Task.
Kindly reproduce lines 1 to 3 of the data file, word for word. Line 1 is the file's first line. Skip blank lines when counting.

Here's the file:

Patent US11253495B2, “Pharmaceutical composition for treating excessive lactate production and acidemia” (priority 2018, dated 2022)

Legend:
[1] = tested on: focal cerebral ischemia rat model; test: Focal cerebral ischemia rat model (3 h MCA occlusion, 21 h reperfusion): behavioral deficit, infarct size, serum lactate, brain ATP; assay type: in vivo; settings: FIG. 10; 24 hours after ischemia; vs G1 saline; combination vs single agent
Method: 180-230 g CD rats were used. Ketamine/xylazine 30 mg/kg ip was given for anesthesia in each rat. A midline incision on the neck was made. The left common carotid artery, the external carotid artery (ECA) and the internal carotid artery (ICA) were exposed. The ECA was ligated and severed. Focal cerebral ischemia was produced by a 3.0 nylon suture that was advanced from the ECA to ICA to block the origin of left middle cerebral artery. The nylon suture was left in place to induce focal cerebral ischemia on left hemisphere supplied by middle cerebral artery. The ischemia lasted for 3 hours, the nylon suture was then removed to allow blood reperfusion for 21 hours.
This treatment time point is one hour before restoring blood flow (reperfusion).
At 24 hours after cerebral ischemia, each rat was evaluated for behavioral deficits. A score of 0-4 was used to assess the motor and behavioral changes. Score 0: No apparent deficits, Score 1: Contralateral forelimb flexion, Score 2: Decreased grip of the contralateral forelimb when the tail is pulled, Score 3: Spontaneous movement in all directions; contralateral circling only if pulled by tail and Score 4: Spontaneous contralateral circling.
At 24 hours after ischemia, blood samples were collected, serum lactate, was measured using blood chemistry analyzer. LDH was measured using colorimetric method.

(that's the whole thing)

Patent US11253495B2, “Pharmaceutical composition for treating excessive lactate production and acidemia” (priority 2018, dated 2022)

Legend:
[1] = tested on: focal cerebral ischemia rat model; test: Focal cerebral ischemia rat model (3 h MCA occlusion, 21 h reperfusion): behavioral deficit, infarct size, serum lactate, brain ATP; assay type: in vivo; settings: FIG. 10; 24 hours after ischemia; vs G1 saline; combination vs single agent